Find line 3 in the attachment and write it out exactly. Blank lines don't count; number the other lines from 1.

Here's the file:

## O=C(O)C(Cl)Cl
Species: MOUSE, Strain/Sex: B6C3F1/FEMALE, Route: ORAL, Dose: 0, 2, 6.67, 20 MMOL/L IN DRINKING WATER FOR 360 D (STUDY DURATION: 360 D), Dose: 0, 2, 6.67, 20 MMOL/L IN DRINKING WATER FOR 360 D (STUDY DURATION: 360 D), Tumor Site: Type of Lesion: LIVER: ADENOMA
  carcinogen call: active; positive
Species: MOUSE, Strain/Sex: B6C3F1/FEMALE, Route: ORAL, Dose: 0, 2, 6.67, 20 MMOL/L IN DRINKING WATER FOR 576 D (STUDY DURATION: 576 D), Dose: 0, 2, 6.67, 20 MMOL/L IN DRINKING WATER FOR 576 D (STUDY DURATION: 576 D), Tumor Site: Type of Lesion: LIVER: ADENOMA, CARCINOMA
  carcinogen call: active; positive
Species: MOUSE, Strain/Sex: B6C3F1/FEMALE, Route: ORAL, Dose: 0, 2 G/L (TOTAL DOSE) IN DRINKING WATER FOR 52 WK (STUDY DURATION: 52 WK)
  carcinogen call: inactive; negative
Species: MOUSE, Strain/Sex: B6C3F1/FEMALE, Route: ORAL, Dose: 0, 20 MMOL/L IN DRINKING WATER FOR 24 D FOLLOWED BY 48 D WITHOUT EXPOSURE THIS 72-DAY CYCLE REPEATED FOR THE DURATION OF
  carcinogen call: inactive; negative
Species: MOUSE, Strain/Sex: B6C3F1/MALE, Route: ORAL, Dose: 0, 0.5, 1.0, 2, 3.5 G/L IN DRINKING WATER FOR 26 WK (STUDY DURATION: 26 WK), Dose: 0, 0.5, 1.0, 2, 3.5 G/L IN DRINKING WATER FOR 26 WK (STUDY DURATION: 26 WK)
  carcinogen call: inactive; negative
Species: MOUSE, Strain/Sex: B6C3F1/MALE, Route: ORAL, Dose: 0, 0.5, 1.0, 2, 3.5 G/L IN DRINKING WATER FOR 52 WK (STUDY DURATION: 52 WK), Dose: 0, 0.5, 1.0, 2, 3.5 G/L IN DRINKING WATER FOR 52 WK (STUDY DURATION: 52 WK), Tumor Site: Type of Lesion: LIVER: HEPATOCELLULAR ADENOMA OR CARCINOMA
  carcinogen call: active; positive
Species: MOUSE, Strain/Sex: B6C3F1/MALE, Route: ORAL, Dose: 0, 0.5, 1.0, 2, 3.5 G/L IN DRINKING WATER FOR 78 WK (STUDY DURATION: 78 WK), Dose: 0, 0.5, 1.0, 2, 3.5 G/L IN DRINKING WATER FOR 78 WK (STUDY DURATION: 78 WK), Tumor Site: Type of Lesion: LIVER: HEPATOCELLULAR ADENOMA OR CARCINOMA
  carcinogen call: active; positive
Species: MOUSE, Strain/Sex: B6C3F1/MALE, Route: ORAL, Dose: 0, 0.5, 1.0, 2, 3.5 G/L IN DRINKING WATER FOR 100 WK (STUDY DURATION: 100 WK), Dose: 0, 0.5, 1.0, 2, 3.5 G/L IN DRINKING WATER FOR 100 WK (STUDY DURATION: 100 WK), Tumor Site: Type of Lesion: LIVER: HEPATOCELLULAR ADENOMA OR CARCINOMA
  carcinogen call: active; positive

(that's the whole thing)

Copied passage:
  carcinogen call: active; positive